November 9 – Reuters (Ann Saphir): “Two of the U.S. central bank’s most dovish policymakers said… they expect to get more clarity on the post-pandemic economic outlook by next summer, when the Federal Reserve is expected to finish winding down its asset purchases. Whether that clarity leaves them convinced interest rates should stay at their current near-zero level for another year or more, or moves them to join the half of their fellow Fed policymakers who support more immediate rate hikes, will depend on two main factors…: if inflation has begun to abate as they expect, and if workers are flooding back into the labor force as they have long hoped.”

November 9 – Reuters (Matt Clinch): “St. Louis Federal Reserve President James Bullard told CNBC that he’s currently expecting the U.S. central bank to hike its benchmark rate twice in 2022, after it’s finished with winding down its bond-buying program. Bullard added the caveat that his viewpoint was based on current economic data… ‘What we can do is assess the situation next spring and see where we’re at, and at that point we can make a decision about raising the policy rate,’ Bullard told CNBC’s Julianna Tatelbaum… ‘Based on where I think we are today I actually have two rate increases penciled in for 2022 … that could change by the time we get into the first half of next year in either direction really.’”

November 10 – Bloomberg (Olivia Rockeman): “Federal Reserve Bank of San Francisco President Mary Daly said she is monitoring ‘eye-popping’ inflation but it is too soon to judge if the central bank should accelerate its pace of policy tightening. ‘Right now it would be premature to start changing our calculations about raising rates,’ Daly, one of the central bank’s most dovish officials, said… ‘Right now, uncertainty requires us to wait and watch with vigilance.’”

November 9 – Bloomberg (Sofia Horta e Costa): “Just weeks ago, Wall Street analysts and central bankers were quick to assure investors that a collapse by China Evergrande Group wouldn’t be a Lehman moment. Regulators in Beijing said that the crisis would be ‘contained.’ Now that a bond selloff has spread to China’s entire real estate sector and beyond, concern is growing about the potential risk to the global financial system. The U.S. Federal Reserve made that link explicit in a report…, warning that what happens in China’s property industry could impact financial markets and threaten world economic growth. Underscoring the risks of a potential spillover, the Hong Kong Monetary Authority asked banks to disclose their exposure to Chinese real estate…”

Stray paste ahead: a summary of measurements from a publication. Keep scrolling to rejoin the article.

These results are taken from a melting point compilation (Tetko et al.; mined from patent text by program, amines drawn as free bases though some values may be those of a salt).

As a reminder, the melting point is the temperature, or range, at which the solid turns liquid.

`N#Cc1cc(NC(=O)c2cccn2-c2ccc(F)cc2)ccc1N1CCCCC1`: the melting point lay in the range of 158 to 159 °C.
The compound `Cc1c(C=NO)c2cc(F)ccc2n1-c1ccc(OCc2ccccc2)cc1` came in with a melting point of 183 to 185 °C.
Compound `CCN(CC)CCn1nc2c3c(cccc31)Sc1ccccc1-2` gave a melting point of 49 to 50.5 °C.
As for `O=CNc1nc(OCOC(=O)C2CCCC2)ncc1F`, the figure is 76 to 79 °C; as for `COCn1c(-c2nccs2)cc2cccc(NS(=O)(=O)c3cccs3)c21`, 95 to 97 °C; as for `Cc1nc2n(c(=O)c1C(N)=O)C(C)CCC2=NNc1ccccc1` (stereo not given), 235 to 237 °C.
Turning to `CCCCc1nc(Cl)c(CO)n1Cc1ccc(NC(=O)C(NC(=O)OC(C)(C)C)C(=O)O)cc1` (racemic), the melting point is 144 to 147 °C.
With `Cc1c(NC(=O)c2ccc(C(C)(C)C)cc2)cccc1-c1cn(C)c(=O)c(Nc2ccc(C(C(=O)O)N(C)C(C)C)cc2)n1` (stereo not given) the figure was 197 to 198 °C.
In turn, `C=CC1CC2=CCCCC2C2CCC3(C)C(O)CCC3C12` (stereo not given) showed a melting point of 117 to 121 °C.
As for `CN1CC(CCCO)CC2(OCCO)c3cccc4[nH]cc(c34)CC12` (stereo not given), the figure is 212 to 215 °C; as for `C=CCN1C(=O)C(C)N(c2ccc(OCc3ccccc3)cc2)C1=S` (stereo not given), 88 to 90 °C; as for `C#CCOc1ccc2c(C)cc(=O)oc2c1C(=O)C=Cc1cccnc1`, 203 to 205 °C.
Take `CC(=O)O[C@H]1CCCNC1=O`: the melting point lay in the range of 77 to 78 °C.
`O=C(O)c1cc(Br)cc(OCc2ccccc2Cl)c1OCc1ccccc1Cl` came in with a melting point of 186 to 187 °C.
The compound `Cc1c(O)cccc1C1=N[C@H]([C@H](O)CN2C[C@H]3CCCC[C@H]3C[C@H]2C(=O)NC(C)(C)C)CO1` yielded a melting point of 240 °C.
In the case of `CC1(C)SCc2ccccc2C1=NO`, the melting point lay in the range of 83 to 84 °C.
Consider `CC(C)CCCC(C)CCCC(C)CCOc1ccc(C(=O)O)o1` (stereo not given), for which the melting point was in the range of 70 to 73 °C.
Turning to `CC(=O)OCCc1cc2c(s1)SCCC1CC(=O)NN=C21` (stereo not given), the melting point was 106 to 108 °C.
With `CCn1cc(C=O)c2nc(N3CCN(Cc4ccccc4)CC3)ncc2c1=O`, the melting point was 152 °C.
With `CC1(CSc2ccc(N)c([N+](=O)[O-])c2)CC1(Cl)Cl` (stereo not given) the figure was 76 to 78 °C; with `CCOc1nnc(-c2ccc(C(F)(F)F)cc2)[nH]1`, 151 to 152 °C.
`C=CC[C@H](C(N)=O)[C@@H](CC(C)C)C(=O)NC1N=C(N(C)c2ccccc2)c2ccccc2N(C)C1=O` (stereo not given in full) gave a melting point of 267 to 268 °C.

U.S. Bubble Watch:

November 10 – Bloomberg (Reade Pickert, Steve Matthews and Katia Dmitrieva): “After U.S. prices climbed by the most in three decades, there’s even worse news ahead for households and policy makers: Inflation likely has further to rise before it peaks. October’s annual rate was 6.2%, the highest since 1990, as price increases spread well beyond the parts of the economy most disrupted by pandemic closures. Key drivers, like hot housing markets and a global energy crunch, show few signs of fading away soon — leading economists to predict even bigger jumps in the coming months. ‘We’re going to see the inflation picture get worse before it gets better,’ said Sarah House, senior economist at Wells Fargo… Surging prices are eating into family budgets, wiping out the wage increases that U.S. workers have battled for after last year’s jobs wipeout, and squeezing profit margins for small businesses.”

November 10 – Reuters (Dan Burns): “The U.S. government… posted a $165 billion budget deficit for October, 42% lower than the $284 billion shortfall a year earlier as personal and corporate income tax receipts surged… The October deficit was $14 billion below the median estimate… Receipts for the first month of the federal government’s fiscal year totaled $284 billion, up 19% and a record for the month of October. Individual tax receipts rose 18% to $214 billion, and corporate taxes rose 39% to $21 billion.”

November 12 – Wall Street Journal (Gabriel T. Rubin): “The U.S. economy has had more than 10 million open jobs since June, an extraordinary stretch of imbalance in the labor market that also includes record numbers of workers quitting their jobs. As of Nov. 5, there were a projected 11.2 million U.S. job openings, according to estimates from the jobs site Indeed, exceeding 7.4 million unemployed workers in the U.S. labor force last month. The so-called quits rate—a measurement of workers leaving jobs as a share of overall employment—was 3% in September, a record high…”